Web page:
The Appalachian National Scenic Trail is a 2,167-mile (3,488 km) footpath along the ridge crests and across the major valleys of the Appalachian Mountains from Katahdin in Maine to Springer Mountain in north Georgia. The trail traverses Maine, New Hampshire, Vermont, Massachusetts, Connecticut, New York, New Jersey, Pennsylvania, Maryland, West Virginia, Virginia, Tennessee, North Carolina and Georgia. The Appalachian Trail (A.T.) is used by day, weekend and other short-term hikers, section hikers and thru-hikers. Thru-hikers hike the entire length of the Trail in one season.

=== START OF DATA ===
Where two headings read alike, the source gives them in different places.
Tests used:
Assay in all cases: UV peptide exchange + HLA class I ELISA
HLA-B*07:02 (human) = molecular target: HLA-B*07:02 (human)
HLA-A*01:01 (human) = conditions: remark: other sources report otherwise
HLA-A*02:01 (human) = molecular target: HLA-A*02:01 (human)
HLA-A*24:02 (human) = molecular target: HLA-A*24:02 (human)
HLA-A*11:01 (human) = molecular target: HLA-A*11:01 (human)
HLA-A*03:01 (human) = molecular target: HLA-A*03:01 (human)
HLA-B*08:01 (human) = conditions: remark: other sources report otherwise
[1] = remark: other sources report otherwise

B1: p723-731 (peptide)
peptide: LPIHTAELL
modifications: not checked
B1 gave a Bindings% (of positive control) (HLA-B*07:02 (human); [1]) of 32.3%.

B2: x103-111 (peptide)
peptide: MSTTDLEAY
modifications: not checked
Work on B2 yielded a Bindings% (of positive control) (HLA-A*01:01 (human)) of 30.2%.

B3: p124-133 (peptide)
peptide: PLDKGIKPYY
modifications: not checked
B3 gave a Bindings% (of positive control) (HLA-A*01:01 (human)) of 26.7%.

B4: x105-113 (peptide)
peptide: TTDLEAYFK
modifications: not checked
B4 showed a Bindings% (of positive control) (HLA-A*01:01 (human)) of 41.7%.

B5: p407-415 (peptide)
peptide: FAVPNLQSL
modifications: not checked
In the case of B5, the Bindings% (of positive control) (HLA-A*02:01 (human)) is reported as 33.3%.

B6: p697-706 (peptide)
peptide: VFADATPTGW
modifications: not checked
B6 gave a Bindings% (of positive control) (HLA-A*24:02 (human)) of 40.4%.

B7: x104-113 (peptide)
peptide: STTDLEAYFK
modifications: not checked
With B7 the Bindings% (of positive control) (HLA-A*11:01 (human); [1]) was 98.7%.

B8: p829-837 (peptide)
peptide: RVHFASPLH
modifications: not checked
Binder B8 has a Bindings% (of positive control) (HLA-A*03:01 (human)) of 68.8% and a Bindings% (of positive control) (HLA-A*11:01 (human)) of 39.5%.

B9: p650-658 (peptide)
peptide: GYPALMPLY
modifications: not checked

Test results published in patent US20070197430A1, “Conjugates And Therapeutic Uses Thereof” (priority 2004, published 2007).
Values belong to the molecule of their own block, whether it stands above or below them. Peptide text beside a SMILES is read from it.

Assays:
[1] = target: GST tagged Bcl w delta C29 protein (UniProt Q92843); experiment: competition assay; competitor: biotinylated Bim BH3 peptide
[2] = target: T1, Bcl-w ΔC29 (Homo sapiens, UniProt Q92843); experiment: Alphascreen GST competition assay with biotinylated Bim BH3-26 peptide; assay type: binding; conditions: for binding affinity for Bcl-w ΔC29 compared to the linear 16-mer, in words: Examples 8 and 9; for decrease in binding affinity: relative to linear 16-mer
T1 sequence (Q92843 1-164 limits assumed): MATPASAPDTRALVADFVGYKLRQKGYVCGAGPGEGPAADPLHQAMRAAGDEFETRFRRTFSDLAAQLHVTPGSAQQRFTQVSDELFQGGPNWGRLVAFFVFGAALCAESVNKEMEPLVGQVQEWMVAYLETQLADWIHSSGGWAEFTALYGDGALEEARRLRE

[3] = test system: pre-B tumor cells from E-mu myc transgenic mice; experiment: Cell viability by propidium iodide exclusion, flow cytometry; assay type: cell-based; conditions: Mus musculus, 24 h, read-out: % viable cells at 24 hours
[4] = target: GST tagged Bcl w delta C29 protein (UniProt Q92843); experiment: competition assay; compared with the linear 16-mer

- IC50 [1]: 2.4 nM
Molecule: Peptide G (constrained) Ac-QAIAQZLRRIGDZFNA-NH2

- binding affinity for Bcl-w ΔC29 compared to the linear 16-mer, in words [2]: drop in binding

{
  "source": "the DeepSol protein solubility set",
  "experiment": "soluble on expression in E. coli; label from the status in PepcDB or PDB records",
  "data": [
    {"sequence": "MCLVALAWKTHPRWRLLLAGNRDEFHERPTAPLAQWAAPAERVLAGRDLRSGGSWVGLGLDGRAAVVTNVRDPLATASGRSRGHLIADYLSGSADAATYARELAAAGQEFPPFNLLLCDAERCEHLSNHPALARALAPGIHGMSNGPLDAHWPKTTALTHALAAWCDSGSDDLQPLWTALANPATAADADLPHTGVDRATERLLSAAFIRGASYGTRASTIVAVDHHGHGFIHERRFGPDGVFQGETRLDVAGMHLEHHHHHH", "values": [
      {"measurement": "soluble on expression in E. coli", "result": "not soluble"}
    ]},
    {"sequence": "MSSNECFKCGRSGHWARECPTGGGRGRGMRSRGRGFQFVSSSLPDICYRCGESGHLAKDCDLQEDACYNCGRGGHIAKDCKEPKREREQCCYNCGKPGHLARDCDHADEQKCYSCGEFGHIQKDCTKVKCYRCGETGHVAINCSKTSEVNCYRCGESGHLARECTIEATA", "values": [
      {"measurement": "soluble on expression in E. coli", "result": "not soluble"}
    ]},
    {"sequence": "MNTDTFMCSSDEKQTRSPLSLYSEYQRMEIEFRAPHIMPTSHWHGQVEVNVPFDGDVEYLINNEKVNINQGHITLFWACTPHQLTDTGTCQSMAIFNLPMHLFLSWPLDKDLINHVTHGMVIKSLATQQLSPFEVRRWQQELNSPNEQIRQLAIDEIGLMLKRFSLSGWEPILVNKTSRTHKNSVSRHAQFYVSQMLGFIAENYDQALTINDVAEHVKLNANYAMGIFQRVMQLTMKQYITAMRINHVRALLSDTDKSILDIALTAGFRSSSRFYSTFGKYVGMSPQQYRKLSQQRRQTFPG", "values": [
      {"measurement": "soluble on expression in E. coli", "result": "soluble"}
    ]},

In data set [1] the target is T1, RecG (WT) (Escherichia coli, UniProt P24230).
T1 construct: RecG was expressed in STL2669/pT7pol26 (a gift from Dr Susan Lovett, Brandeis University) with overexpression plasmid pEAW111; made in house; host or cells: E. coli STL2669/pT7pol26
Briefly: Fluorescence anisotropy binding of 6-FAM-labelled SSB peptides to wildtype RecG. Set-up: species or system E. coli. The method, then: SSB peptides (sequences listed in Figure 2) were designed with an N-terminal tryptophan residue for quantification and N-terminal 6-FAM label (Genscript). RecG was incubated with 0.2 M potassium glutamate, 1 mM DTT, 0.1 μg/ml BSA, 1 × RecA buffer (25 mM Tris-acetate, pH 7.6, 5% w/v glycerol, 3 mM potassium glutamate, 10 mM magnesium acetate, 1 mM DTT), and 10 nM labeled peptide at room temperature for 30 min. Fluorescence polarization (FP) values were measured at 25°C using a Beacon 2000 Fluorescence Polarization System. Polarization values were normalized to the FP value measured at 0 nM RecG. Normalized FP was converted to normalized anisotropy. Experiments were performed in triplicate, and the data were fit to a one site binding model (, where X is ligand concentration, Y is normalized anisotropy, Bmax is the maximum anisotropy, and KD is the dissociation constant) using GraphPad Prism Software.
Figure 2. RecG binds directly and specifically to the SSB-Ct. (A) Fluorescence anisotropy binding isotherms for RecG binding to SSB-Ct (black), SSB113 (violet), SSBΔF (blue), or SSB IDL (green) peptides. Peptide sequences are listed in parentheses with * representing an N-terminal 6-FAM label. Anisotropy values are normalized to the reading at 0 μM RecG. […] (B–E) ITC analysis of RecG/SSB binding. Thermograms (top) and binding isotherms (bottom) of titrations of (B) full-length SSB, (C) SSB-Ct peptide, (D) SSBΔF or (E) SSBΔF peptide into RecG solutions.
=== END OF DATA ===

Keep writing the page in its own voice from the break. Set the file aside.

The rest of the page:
The A.T. began as a vision of forester Benton MacKaye, and was developed by volunteers and opened as a continuous trail in 1937. It was designated as the first National Scenic Trail by the National Trails System Act of 1968. The Trail is currently protected along more than 99 percent of its course by federal or state ownership of the land or by rights-of-way. Annually, more than 4,000 volunteers contribute over 175,000 hours of effort on the Appalachian Trail.
MAY WE RECOMMEND
Short and long-term hiking, backpacking, bird and wildlife watching, and other backcountry recreation. Other activities are available along the Trail in 6 units of the National Park Service, 8 national forests and 60 state parks and forests.